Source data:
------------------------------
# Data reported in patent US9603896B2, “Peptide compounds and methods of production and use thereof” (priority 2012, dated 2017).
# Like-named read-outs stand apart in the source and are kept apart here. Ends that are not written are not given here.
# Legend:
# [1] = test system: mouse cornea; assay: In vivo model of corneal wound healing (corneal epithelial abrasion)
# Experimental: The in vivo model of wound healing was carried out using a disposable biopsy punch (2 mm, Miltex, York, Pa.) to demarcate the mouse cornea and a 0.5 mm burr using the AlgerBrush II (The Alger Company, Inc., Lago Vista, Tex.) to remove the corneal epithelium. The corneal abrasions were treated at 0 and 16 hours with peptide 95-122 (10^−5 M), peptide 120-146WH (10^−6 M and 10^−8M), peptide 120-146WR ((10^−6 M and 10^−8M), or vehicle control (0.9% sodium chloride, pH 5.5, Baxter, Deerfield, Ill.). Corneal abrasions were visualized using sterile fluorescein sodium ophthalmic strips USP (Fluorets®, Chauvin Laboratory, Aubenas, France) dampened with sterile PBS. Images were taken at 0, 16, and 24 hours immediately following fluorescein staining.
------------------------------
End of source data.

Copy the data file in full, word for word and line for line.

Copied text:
# Data reported in patent US9603896B2, “Peptide compounds and methods of production and use thereof” (priority 2012, dated 2017).
# Like-named read-outs stand apart in the source and are kept apart here. Ends that are not written are not given here.
# Legend:
# [1] = test system: mouse cornea; assay: In vivo model of corneal wound healing (corneal epithelial abrasion)
# Experimental: The in vivo model of wound healing was carried out using a disposable biopsy punch (2 mm, Miltex, York, Pa.) to demarcate the mouse cornea and a 0.5 mm burr using the AlgerBrush II (The Alger Company, Inc., Lago Vista, Tex.) to remove the corneal epithelium. The corneal abrasions were treated at 0 and 16 hours with peptide 95-122 (10^−5 M), peptide 120-146WH (10^−6 M and 10^−8M), peptide 120-146WR ((10^−6 M and 10^−8M), or vehicle control (0.9% sodium chloride, pH 5.5, Baxter, Deerfield, Ill.). Corneal abrasions were visualized using sterile fluorescein sodium ophthalmic strips USP (Fluorets®, Chauvin Laboratory, Aubenas, France) dampened with sterile PBS. Images were taken at 0, 16, and 24 hours immediately following fluorescein staining.